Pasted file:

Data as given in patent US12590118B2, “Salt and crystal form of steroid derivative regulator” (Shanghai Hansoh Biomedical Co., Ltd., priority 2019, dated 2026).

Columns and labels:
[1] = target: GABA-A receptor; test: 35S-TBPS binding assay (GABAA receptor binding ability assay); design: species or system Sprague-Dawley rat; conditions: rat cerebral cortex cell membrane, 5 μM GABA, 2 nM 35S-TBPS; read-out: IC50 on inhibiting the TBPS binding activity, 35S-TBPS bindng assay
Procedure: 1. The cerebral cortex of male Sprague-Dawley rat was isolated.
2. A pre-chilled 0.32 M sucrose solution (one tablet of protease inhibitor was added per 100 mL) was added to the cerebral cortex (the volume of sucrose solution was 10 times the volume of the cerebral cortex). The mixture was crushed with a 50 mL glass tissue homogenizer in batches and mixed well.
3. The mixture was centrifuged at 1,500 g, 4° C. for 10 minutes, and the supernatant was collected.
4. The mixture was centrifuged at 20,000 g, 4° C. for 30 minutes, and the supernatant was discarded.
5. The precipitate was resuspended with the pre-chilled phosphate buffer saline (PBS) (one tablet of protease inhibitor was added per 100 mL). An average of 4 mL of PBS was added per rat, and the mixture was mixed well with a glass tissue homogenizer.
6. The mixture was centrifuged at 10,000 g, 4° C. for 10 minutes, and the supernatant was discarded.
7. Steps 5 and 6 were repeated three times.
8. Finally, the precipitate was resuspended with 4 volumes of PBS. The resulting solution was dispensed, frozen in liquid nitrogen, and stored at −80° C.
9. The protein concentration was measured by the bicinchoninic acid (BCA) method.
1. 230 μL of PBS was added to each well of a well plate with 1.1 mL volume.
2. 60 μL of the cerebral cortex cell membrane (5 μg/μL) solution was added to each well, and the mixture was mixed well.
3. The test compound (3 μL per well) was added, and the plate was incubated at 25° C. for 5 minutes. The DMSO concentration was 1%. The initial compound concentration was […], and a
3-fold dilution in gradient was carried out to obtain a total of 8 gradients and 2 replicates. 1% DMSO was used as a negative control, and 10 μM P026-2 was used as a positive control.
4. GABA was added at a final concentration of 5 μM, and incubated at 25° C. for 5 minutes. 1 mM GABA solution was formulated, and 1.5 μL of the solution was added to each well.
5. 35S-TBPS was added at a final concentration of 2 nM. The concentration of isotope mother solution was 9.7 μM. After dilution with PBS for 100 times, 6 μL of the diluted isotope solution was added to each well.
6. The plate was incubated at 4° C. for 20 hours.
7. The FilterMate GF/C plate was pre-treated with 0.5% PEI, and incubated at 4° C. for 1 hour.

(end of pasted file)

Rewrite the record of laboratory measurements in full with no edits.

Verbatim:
Data as given in patent US12590118B2, “Salt and crystal form of steroid derivative regulator” (Shanghai Hansoh Biomedical Co., Ltd., priority 2019, dated 2026).

Columns and labels:
[1] = target: GABA-A receptor; test: 35S-TBPS binding assay (GABAA receptor binding ability assay); design: species or system Sprague-Dawley rat; conditions: rat cerebral cortex cell membrane, 5 μM GABA, 2 nM 35S-TBPS; read-out: IC50 on inhibiting the TBPS binding activity, 35S-TBPS bindng assay
Procedure: 1. The cerebral cortex of male Sprague-Dawley rat was isolated.
2. A pre-chilled 0.32 M sucrose solution (one tablet of protease inhibitor was added per 100 mL) was added to the cerebral cortex (the volume of sucrose solution was 10 times the volume of the cerebral cortex). The mixture was crushed with a 50 mL glass tissue homogenizer in batches and mixed well.
3. The mixture was centrifuged at 1,500 g, 4° C. for 10 minutes, and the supernatant was collected.
4. The mixture was centrifuged at 20,000 g, 4° C. for 30 minutes, and the supernatant was discarded.
5. The precipitate was resuspended with the pre-chilled phosphate buffer saline (PBS) (one tablet of protease inhibitor was added per 100 mL). An average of 4 mL of PBS was added per rat, and the mixture was mixed well with a glass tissue homogenizer.
6. The mixture was centrifuged at 10,000 g, 4° C. for 10 minutes, and the supernatant was discarded.
7. Steps 5 and 6 were repeated three times.
8. Finally, the precipitate was resuspended with 4 volumes of PBS. The resulting solution was dispensed, frozen in liquid nitrogen, and stored at −80° C.
9. The protein concentration was measured by the bicinchoninic acid (BCA) method.
1. 230 μL of PBS was added to each well of a well plate with 1.1 mL volume.
2. 60 μL of the cerebral cortex cell membrane (5 μg/μL) solution was added to each well, and the mixture was mixed well.
3. The test compound (3 μL per well) was added, and the plate was incubated at 25° C. for 5 minutes. The DMSO concentration was 1%. The initial compound concentration was […], and a
3-fold dilution in gradient was carried out to obtain a total of 8 gradients and 2 replicates. 1% DMSO was used as a negative control, and 10 μM P026-2 was used as a positive control.
4. GABA was added at a final concentration of 5 μM, and incubated at 25° C. for 5 minutes. 1 mM GABA solution was formulated, and 1.5 μL of the solution was added to each well.
5. 35S-TBPS was added at a final concentration of 2 nM. The concentration of isotope mother solution was 9.7 μM. After dilution with PBS for 100 times, 6 μL of the diluted isotope solution was added to each well.
6. The plate was incubated at 4° C. for 20 hours.
7. The FilterMate GF/C plate was pre-treated with 0.5% PEI, and incubated at 4° C. for 1 hour.